In Kansas City, six men who were sexually abused by Catholic priests as children collaborate with a film crew to tell their stories — but not in the way you might think. They don’t act as talking heads in the manner of a traditional documentary, nor is this a fictional adaptation of their lives. Rather, Procession centers the men as they embark on creative interpretations of their experiences. Inspired by drama therapy and supervised by multiple therapists, the production sought to let the men use filmmaking to seek catharsis and healing, and reclaim some measure of agency they felt had been taken away from them by their abusers and the church.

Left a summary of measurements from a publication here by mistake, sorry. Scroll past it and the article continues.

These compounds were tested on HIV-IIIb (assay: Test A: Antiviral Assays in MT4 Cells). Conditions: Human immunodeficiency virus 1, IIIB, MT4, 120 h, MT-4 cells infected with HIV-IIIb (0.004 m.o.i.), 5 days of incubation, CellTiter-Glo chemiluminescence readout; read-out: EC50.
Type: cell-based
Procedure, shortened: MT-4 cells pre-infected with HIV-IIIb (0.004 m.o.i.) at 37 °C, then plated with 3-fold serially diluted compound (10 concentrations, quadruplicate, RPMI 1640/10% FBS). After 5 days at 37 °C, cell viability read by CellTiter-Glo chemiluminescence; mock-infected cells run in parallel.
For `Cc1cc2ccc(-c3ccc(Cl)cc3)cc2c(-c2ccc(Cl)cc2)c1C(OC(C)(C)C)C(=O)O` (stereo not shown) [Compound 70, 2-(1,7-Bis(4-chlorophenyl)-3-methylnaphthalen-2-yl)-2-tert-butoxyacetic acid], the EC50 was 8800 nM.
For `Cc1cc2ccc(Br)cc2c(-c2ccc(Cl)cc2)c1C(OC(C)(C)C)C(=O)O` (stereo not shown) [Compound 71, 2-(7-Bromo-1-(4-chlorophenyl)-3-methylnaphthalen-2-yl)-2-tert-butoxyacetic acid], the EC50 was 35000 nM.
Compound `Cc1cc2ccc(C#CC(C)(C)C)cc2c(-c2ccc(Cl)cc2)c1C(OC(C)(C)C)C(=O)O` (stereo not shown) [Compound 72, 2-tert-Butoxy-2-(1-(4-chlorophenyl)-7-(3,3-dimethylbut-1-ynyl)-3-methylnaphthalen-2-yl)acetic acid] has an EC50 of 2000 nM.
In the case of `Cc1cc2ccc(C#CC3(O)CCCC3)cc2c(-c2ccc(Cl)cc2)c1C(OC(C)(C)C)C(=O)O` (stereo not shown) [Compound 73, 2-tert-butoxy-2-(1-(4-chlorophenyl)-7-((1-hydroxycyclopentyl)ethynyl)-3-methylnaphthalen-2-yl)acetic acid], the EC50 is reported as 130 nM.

Joe Eldred, Mike Foreman, Ed Gavagan, and Michael Sandridge each craft dramatic sequences inspired by their pasts. For example, Foreman wants to reclaim his humiliating experience before an independent review board which called him “not credible,” while Eldred wants to exorcise the terrible dreams he’s been having. Dan Laurine, an experienced location scout for media production, uses the process to battle his lingering hesitation to visit places of worship. Tom Viviano, legally forbidden from making any public accusations, simply wants to assist the others however he can. Helping them is director Robert Greene, who is well versed in making heavily collaborative films which interrogate the nature of performance. Bisbee ’17, for example, had an entire town recreate a dark episode in its history, and at the same time sought the participants’ thoughts on that history. Procession deepens that practice by giving its subjects a high level of control in shaping where it goes. This is part of an exciting wave of documentaries exploring the role of performance in therapy and healing, seen in films like Srbenka and Island of the Hungry Ghosts. The approach’s implementation here marks its most high-profile appearance yet, and the producers hope it can serve as a guiding example for other creators.